This week I read an excellent article by Stacy Allison-Cassin in The Journal of Library Metadata, “The Possibility of the Infinite Library: Exploring the Conceptual Boundaries of Works and Texts of Bibliographic Description.” Allison-Cassin explores the ways that library discovery and cataloging are bound to notions of “the work” and texts that are solidly grounded to Western ways of knowing. She argues that serendipitous discovery is hindered by the limitations of these concepts of the work and of attribution, and that they don’t accurately reflect the information universe, and wonders how we might begin to rethink our notions of bibliographic control.
Allison-Cassin asks whether it’s even possible for us to apply the same types of bounded rules that we have been using to describe the universe of information in our current information ecosystem. The rules of bibliographic control were codified in a time when the information universe was bounded, and now, it isn’t. It’s endlessly expansive, and perhaps we need new rules that reflect that expansiveness. Perhaps we need to recognize that we can’t control or contain this new information universe, but we can provide new ways to enter it and access it, and new ways to leap from one node to another within that universe. Perhaps our new practices should be focused on providing these new types of access points, rather than continuing to try to contain and control the information universe.
If our metadata, our cataloging practice, wasn’t focused around creating static, textual records, how could we provide better access to the information universe? Subject headings and links to other related works could be updated and shifted over time, to reflect current language uses, to reflect new intellectual connections being made. We would be able to make connections between objects that don’t rely on language, enabling access to non-textual objects in ways that don’t attempt to force it into a linguistic description.
And as we continue to digitize texts, and to create materials in digital formats, we have the ability to make links within the text, not just about it, and this can show the multiplicity contained within a text. Full text searching means that the cataloging surrogate isn’t the only way into the text, just another way. What if we could locate the places in a text that refer to another text, and bring that link out, make it easier to see? What if we could enable a user to access that referred-to text from the link within the original text? What if we allowed anyone to create those links when they see a similarity, a reference point within a text, because our bibliographic metadata is out there, re-usable and re-purposable?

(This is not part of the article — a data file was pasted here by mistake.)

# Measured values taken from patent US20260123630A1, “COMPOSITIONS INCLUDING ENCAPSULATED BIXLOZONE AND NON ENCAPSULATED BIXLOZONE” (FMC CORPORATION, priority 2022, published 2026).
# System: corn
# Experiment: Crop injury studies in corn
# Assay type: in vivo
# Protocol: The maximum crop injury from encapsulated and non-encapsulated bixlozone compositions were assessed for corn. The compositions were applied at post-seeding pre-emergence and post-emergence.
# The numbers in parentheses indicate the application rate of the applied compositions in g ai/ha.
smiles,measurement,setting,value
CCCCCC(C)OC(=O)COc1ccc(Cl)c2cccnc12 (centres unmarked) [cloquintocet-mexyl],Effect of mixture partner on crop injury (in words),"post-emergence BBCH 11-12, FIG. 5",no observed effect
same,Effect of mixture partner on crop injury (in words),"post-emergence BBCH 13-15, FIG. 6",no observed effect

At many moments throughout my reading of her article, it occurred to me that linked data offers us new ways of presenting the information universe and engaging with bibliographic metadata in ways that can break out of the hierarchical limitations inherent in our current practices, and she does make that point in the conclusion of her article. Linked data is a way to bring serendipity back to information discovery, to allow leaps between concepts, texts, and ideas.
We aren’t in a place right now where things are going to be either/or, and we won’t be for a long while. Libraries will still need to inventory and control the physical objects we own, but we can start enable other, newer kinds of access to the concepts and ideas within those physical objects (as well as to the objects themselves), and we can start to integrate our digital and physical collections more seamlessly through linked data practices.
It is totally worth reading if you can gain access (alas, The Journal of Library Metadata isn’t open access). I like this kind of theoretical thinking about the work we do, and I think libraries would be better served if we spent time questioning the foundations and the epistemologies underpinning what we do, and asking whether they still suit the world we’re living in.